Healthy soils are essential for our survival. They support healthy plant growth to enhance both our nutrition and water percolation to maintain groundwater levels. Soils help to regulate the planet’s climate by storing carbon and are the second largest carbon sink after the oceans. They help maintain a landscape that is more resilient to the impacts of droughts and floods. As soil is the basis of food systems, it is no surprise that soil health is critical for healthy food production.
World Soil Day (WSD) 2022, annually observed on December 5, aligns with this. WSD 2022, with its guiding theme, ‘Soils: Where food begins’, is a means to raise awareness on the importance of maintaining healthy soils, ecosystems and human well-being by addressing the growing challenges in soil management, encouraging societies to improve soil health, and advocating the sustainable management of soil.
Degradation and its consequences
Today, nutrient loss and pollution significantly threaten soils, and thereby undermine nutrition and food security globally. The main drivers contributing to soil degradation are industrial activities, mining, waste treatment, agriculture, fossil fuel extraction and processing and transport emissions. The reasons behind soil nutrient loss range from soil erosion, runoff, leaching and the burning of crop residues. Soil degradation in some form or another affects around 29% of India’s total land area. This in turn threatens agricultural productivity, in-situ biodiversity conservation, water quality and the socio-economic well-being of land dependent communities.
Nearly 3.7 million hectares suffer from nutrient loss in soil (depletion of soil organic matter, or SOM). Further, excessive use of fertilizers and pesticides, and irrigation with contaminated wastewater are also polluting soils. Impacts of soil degradation are far reaching and can have irreparable consequences on human and ecosystem health.
India’s conservation strategy
The Government of India is implementing a five-pronged strategy for soil conservation. This includes making soil chemical-free, saving soil biodiversity, enhancing SOM, maintaining soil moisture, mitigating soil degradation and preventing soil erosion. Earlier, farmers lacked information relating to soil type, soil deficiency and soil moisture content. To address these issues, the Government of India launched the Soil Health Card (SHC) scheme in 2015. The SHC is used to assess the current status of soil health, and when used over time, to determine changes in soil health. The SHC displays soil health indicators and associated descriptive terms, which guide farmers to make necessary soil amendments.
Other pertinent initiatives include the Pradhan Mantri Krishi Sinchayee Yojana, to prevent soil erosion, regeneration of natural vegetation, rainwater harvesting and recharging of the groundwater table.
In addition, the National Mission for Sustainable Agriculture (NMSA) has schemes promoting traditional indigenous practices such as organic farming and natural farming, thereby reducing dependency on chemicals and other agri-inputs, and decreasing the monetary burden on smallholder farmers.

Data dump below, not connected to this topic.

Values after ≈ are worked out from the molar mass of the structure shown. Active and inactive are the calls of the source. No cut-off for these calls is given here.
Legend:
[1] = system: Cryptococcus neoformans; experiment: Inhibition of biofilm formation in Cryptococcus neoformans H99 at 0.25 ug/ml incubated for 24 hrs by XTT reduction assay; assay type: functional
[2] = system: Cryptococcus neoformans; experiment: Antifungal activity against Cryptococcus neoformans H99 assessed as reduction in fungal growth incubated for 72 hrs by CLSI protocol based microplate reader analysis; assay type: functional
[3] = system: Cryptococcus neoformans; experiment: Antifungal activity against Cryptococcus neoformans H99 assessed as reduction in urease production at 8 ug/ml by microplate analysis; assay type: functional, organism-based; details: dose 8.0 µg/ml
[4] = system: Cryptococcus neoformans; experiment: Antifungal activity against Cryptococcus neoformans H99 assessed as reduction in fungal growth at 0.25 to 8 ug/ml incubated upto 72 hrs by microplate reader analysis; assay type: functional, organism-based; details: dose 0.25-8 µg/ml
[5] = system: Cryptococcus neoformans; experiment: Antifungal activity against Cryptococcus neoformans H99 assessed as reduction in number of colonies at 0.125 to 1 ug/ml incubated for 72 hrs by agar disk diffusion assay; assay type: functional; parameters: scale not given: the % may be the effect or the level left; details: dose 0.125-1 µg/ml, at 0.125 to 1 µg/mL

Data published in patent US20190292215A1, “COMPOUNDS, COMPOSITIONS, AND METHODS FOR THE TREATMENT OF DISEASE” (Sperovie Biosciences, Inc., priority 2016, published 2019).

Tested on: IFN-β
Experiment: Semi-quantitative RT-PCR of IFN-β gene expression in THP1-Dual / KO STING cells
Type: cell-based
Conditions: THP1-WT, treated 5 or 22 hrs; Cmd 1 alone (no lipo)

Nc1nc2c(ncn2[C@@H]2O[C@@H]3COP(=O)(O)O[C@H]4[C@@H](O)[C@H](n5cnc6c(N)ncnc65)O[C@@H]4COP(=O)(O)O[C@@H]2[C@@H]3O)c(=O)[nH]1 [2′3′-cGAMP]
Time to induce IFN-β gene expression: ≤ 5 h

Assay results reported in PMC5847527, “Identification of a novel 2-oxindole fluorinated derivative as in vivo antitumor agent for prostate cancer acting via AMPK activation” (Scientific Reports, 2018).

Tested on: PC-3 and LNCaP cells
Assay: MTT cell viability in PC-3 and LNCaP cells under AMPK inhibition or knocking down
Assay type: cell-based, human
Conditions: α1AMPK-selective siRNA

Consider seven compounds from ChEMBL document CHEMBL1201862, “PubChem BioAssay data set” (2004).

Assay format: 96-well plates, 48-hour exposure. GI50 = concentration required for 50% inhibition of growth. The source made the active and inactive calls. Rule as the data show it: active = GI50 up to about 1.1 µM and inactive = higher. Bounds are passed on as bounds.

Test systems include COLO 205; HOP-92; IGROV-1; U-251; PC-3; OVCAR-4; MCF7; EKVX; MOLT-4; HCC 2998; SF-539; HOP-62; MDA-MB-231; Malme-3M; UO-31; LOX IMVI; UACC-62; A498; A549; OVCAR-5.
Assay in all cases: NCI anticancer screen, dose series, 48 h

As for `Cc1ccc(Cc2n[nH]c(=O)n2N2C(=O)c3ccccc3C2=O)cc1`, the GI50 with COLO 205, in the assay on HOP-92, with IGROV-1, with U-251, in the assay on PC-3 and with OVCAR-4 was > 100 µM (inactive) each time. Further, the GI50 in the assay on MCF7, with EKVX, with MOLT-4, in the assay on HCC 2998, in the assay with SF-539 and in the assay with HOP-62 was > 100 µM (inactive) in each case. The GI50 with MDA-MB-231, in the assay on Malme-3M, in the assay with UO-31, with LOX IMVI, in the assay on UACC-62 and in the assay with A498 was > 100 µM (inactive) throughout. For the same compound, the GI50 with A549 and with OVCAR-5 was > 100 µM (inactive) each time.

The Food and Agriculture Organization of the United Nations (FAO) undertakes multiple activities to support the Government of India’s efforts in soil conservation towards fostering sustainable agrifood systems. The FAO is collaborating with the National Rainfed Area Authority and the Ministry of Agriculture and Farmers’ Welfare (MoA&FW) to develop forecasting tools using data analytics that will aid vulnerable farmers in making informed decisions on crop choices, particularly in rainfed areas.
Working with target States
The FAO, in association with the Ministry of Rural Development, supports the Deen Dayal Antyodaya Yojana-National Rural Livelihoods Mission’s (DAY-NRLM) Community Resource Persons to increase their capacities towards supporting on-farm livelihoods for the adoption of sustainable and resilient practices, organic certification and agri-nutri-gardens. The FAO works in eight target States, namely, Madhya Pradesh, Mizoram, Odisha, Rajasthan, Uttarakhand, Chhattisgarh, Haryana and Punjab, for boosting crop diversification and landscape-level planning. In Andhra Pradesh, the FAO is partnering with the State government and the Indian Council of Agricultural Research (ICAR) to support farmers in sustainable transitions to agro-ecological approaches and organic farming.
There is a need to strengthen communication channels between academia, policymakers and society for the identification, management and restoration of degraded soils, as well as in the adoption of anticipatory measures. These will facilitate the dissemination of timely and evidence-based information to all relevant stakeholders. Greater cooperation and partnerships are central to ensure the availability of knowledge, sharing of successful practices, and universal access to clean and sustainable technologies, leaving no one behind. As consumers and citizens, we can contribute by planting trees to protect topsoil, developing and maintaining home/kitchen gardens, and consuming foods that are mainly locally sourced and seasonal.
Konda Reddy Chavva is Officer-in-Charge, Food and Agriculture Organization of the United Nations (FAO) Representation in India